Examining racial stereotypes in the entertainment industry

Viola Davis, pictured, portrayed the house maid Aibileen in the 2011 film "The Help." Davis later spoke up about attempts by white actors and directors to silence her. (Gage Skidmore/Creative Commons/https://creativecommons.org/licenses/by-sa/2.0/legalcode)Viola Davis, pictured, portrayed the house maid Aibileen in the 2011 film "The Help." Davis later spoke up about attempts by white actors and directors to silence her. (Gage Skidmore/Creative Commons, https://creativecommons.org/licenses/by-sa/2.0/legalcode)

Whitney Ervin, Correspondent

There’s no doubt that as a society, we have come a long way in terms of race. The amount of diversity in media is increasing steadily, with people of color becoming more commonly found in starring roles.

Unfortunately, we still have a long way to go. Most especially when it comes to how people of color are portrayed in the media and how actors of color are approached. Hollywood has been trying in recent years to be more diverse in its casting choices and there are cases when it is done very well. 

However, oftentimes it feels a little too obvious that a film is trying to be diverse but doesn’t actually understand what it means to be diverse. Simply for casting people of color, Hollywood gives itself a big pat on the back. 

To examine this more closely, one has to look no further than the Star Wars franchise. It is arguably one of the biggest franchises in the world and yet it truly underperforms in diversity. 

John Boyega, who portrayed Finn in the most recent Star Wars trilogy, has been the most outspoken with his feelings. John Boyega’s Finn played a major role in The Force Awakens, there were even hints that his character may also be a Jedi. He was a huge part of Disney’s marketing for the film as well. 

Then, as the trilogy continued Finn was largely pushed to the side. By the third and final film, “The Rise of Skywalker,” he only has a handful of scenes and they all serve to propel the white female lead. This is a stark difference from the Finn of The Force Awakens, who carried half the film’s narrative.

“What I would say to Disney is do not bring out a Black character, market them to be much more important in the franchise than they are and then have them pushed to the side,” John Boyega said last year. “It’s not good.”

Women of color are especially prone to being stereotyped or placed under more scrutiny for their appearance.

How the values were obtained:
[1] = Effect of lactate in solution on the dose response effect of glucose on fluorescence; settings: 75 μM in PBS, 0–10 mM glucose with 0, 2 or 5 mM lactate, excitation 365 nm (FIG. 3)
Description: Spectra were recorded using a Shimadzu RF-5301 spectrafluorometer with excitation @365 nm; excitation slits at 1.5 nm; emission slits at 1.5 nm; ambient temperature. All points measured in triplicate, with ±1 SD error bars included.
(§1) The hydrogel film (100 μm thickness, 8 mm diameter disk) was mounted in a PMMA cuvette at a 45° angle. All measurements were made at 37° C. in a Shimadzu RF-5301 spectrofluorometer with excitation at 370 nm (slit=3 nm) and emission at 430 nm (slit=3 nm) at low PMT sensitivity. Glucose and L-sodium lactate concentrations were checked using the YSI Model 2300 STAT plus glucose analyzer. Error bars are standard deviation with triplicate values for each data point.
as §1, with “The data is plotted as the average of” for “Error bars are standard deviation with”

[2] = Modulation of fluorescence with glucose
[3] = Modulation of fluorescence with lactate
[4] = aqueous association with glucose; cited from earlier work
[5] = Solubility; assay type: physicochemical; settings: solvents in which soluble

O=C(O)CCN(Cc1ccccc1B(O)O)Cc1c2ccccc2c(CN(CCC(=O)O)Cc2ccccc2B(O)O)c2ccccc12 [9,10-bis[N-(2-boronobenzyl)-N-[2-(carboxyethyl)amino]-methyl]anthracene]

Sofia Vergara is an acclaimed actress from Colombia, but in order to become such, she had to succumb to Hollywood’s standards of what a Latina actress needed to look like. 

“I’m a natural blonde, like my siblings,” said Vergara in 2011 to Parade magazine. “When I started auditioning for American acting roles, they didn’t know where to put me. A blond Latina? In L.A. they’re used to Latin women looking more Mexican. But if you go to Uruguay, Argentina, Colombia, everybody is blond.” 

Actress Thandie Newton has reportedly lost roles for refusing to succumb to racist stereotypes. 

She revealed in an interview with Vulture in July of 2020, that she was up for one of the lead roles in the 2000 reboot of Charlie’s Angels. The character she was set to play was a highly educated and intelligent woman. 

Newton, who attended Cambridge University in England, seemed to be the perfect choice. In a meeting with Amy Pascal, Newton described how Pascal wanted to make the character more believable. 

“She’s basically reeling off these stereotypes of how to be more convincing as a Black character,” said Newton. 

When Newton argued that she wouldn’t do things such as “jump on a table in a bar and shake your booty,” Pascal’s response was that Newton was just “different.”

Thandie Newton responded by turning down the role, despite knowing it would have been huge for her career at that time. 

One of the most recognized and acclaimed Black actresses working today is Viola Davis, best known for her roles in “How to Get Away with Murder” and “The Help.” 

In recent years, she’s become outspoken about how people of color, especially Black people, are portrayed in the media. Even being critical of her own work on “The Help” due to feeling the story didn’t truly represent the struggles of African Americans during the civils rights era. 

She said the film’s take on racism in the 1960s was a bit watered down in order to make the story more palpable. She has spoken about how she has often been silenced by white writers and directors when attempting to offer insight on her experience as a Black woman. 

“I get a gag order placed on me,” Davis said took place when she tried to speak out. “They don’t want to see your liberation; they don’t want to see your mess – they don’t want to see you.”

 There is a lot to be said about the direction we’re going as a society. A little bit at a time, the media we take in is becoming more reflective of the diverse world we live in.

Still, the question remains: is simply casting people of color enough? Hollywood elites, despite all their showmanship, certainly seem to think so. 

When their stories are underdeveloped, the character’s rife with stereotypes and the actors themselves being silenced for trying to convey their own experiences, the answer is a resounding no.

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